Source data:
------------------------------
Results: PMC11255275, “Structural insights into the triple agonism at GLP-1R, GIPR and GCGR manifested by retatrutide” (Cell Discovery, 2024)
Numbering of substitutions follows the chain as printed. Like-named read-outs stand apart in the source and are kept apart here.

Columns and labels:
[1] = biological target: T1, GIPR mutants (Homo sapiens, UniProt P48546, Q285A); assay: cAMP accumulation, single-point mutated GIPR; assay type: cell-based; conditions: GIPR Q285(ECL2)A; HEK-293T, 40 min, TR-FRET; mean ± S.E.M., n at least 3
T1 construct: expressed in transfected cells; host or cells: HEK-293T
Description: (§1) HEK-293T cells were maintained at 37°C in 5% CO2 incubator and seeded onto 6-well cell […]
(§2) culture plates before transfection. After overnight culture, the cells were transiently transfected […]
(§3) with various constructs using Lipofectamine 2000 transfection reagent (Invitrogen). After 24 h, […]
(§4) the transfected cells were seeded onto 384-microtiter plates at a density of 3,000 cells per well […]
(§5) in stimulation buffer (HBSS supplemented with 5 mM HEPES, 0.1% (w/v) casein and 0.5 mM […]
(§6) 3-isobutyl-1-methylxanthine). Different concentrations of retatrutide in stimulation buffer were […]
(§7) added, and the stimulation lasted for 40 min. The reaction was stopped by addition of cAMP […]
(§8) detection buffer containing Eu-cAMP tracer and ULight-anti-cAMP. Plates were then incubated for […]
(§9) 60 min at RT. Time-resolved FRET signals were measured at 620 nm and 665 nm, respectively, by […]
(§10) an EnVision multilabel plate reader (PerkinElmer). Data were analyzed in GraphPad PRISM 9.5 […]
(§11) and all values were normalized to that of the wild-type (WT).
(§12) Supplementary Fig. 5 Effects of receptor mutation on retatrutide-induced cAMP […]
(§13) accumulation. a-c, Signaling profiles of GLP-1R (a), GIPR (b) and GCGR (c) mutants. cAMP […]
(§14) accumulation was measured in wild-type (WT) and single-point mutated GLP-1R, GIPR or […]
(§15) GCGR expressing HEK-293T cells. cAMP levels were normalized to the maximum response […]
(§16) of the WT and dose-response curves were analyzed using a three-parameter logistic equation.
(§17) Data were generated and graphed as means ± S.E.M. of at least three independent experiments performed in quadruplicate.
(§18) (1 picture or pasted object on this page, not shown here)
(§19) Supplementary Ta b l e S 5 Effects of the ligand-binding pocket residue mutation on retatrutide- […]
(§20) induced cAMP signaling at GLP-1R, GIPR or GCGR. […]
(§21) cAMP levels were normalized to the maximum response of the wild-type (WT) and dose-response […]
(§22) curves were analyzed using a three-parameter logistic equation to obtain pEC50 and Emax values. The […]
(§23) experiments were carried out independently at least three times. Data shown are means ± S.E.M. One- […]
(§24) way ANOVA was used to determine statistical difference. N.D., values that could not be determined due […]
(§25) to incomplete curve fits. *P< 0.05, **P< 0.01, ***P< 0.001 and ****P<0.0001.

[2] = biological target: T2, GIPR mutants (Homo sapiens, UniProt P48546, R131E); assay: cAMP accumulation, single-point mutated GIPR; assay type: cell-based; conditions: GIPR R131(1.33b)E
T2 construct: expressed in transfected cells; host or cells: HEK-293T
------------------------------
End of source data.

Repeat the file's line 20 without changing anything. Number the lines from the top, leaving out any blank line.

(§15) GCGR expressing HEK-293T cells. cAMP levels were normalized to the maximum response […]